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Risks Associated With the Bite of Earwigs And Care Measures for It

Earwigs Bite
Some people say that an earwig bite is as painful as a pinch, while some say that after getting bitten, poison may spread in the body, thereby causing adverse effects. Let's find out more about these pests along with ways to treat a bite.
Batul Nafisa Baxamusa
Last Updated: Jul 30, 2018
An earwig is an insect that belongs to the phylum Arthoropoda. It is native to Europe and was introduced to North America in 1900s by the Europeans. They are considered as pests, as they are known to destroy foliage, flowers and crops.
In human habitats or homes, they hide in small, dark and moist areas. They can be seen crawling over walls and ceilings, and probably near sinks and bathrooms. They hide in openings or cracks in walls during daytime.
Are Earwigs Dangerous?
An earwig may bite, if threatened. Their bites are rarely dangerous and not known to cause any major harm, just a bit of pain for sometime. In fact, the bite feels like a pinch. The pinch is not known to carry or transmit any kind of disease. They are not venomous, but their bite may lead to a secondary infection if the affected area is scratched by nails.
If a person ever gets bitten by this insect, the affected area must be washed carefully.

The affected area must be disinfected with a disinfectant.

If the area is swollen, apply an ice pack over it.

Look out for any broken pincers or curved forceps that may be present in the wound.
How to Get Rid Of Earwigs
These pests rarely colonize indoors and if you do observe them inside, it maybe because you have something moist within your home or they are in to escape the cold temperatures outdoors. Look for them in cracks in your door, windows or foundation.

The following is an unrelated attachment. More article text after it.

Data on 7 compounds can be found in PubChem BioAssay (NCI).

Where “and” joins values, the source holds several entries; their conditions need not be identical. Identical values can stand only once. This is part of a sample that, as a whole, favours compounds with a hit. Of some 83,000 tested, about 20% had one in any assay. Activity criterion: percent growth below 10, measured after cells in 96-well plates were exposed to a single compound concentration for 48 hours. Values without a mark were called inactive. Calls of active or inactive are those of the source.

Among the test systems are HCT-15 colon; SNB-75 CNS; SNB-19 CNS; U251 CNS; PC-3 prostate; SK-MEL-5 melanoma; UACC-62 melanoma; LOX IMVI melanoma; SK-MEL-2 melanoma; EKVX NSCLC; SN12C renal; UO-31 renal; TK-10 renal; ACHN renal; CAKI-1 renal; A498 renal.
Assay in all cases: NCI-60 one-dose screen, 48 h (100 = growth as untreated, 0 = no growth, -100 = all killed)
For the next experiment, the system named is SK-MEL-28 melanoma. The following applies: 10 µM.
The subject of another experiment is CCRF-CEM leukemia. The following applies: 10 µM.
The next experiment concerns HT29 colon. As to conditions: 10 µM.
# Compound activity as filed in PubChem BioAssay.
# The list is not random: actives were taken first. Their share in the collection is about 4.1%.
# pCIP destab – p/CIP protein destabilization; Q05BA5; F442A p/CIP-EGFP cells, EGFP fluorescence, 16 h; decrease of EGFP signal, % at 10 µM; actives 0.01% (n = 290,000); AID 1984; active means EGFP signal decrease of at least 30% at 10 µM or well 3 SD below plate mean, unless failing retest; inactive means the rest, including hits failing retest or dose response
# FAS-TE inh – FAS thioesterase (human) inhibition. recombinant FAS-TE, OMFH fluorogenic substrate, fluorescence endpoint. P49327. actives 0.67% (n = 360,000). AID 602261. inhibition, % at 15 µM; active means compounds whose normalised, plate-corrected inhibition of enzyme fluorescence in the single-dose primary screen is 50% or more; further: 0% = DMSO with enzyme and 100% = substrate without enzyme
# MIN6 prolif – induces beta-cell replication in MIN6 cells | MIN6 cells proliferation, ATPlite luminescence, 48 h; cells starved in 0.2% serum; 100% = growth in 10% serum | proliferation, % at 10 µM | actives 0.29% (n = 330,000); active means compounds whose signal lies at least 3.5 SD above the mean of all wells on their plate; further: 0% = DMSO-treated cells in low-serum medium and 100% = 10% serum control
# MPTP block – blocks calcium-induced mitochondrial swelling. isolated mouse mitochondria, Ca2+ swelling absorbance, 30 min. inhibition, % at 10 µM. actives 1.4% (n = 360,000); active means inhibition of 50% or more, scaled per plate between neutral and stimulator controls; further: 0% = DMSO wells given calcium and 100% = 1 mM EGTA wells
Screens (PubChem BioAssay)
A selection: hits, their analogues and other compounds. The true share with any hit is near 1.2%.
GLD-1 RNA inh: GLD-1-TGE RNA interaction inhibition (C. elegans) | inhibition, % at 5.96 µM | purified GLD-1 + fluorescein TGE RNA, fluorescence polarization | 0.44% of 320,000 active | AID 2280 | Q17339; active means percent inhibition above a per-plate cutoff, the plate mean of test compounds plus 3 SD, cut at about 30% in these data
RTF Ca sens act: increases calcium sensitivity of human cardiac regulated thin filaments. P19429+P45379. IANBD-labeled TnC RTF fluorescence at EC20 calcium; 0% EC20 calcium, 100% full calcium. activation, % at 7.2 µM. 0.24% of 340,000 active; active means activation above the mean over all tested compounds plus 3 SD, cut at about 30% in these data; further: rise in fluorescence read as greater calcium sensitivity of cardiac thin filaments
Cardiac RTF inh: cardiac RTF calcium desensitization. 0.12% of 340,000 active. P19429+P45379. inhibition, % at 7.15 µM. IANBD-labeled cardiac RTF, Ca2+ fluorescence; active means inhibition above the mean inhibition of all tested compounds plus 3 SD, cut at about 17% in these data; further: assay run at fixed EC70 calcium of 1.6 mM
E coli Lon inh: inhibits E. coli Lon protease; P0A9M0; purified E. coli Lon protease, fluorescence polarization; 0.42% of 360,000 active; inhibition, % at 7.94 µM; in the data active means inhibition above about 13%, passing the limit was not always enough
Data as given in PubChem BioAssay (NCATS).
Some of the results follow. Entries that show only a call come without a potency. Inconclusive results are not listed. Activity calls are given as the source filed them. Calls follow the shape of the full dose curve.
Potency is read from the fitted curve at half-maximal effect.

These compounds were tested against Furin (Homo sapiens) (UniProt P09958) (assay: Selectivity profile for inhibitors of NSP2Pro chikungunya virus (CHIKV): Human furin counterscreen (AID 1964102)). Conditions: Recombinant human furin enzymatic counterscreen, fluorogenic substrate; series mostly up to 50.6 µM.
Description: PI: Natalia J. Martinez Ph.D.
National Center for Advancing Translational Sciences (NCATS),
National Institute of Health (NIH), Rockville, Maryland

Find the source of entry and get the door, window or screen fixed right away. You can even apply caulk or weather stripping to keep them out.

Next, look out for moist areas, wet leaves, and rotting newspapers in the garden. Clean up everything that is moist and make sure your foundation is dry.
► You can make traps to catch them. Roll up a newspaper and secure it with a rubber band. Moisten it with water and keep it in the infested area. Leave it overnight and in the morning you will observe these pests in the newspaper. Pick it up carefully and put it in a plastic bag. Throw away the plastic bag with the newspaper in garbage to get rid of them.
You can even apply boric acid or boric powder in areas that may be infested. This is an effective method, but works only if the pests walk right through it.
There are many insecticides available that contain pyrethrins. The chemical pyrethrin is not harmful to humans and pet dogs. You need to mix the powder with water and spray it around the house starting from your foundation to a radius of 6 to 10 foot.
Spray the mixture in the cracks and crevices through which these pests may have entered into the house. Read the instructions carefully before using any kind of insecticide.
About Earwigs
An earwig is a nocturnal creature that has a pair of forceps pincers present on its abdomen. Their flexible and muscular abdomen can help to open and close the forceps pincers. They have membranous wings folded underneath their short fore-wings.
They rarely fly, even though they are capable of doing so. They have 3 pairs of legs and are either red or brown and sometimes black in color. Their head is often dark red in color.
In a year, this insect tends to undergo 5 molts. They show a rare ability of maternal care that is not so common in the insect world. The female cares for her egg and even after the nymphs hatch. She will continue to watch over them till the second molt of the nymphs.
With molting, the sexual dimorphism of the nymphs becomes clear as the shapes of their pincers become visible. The males have curved pincers and females have straight pincers. They use pincers for capturing prey and defending themselves.
They are scavengers and can be predatory in nature. They feed on a variety of insects. They feed on decaying plants and feed on animal matter if need arises. The ones that are carnivorous prey on insects like plant lice, blue-bottle flies, etc.
They even feed on a variety of plants like dahlias, zinnias, clover, hollyhock, strawberry, celery, sunflower, plums, grapes, roses, potatoes, beets, grass, corn silk, etc. Earwigs do not harm humans and their bite is similar to a bad pinch. If you feel that your home may be infested, follow preventive measures to avoid getting bitten by these insects.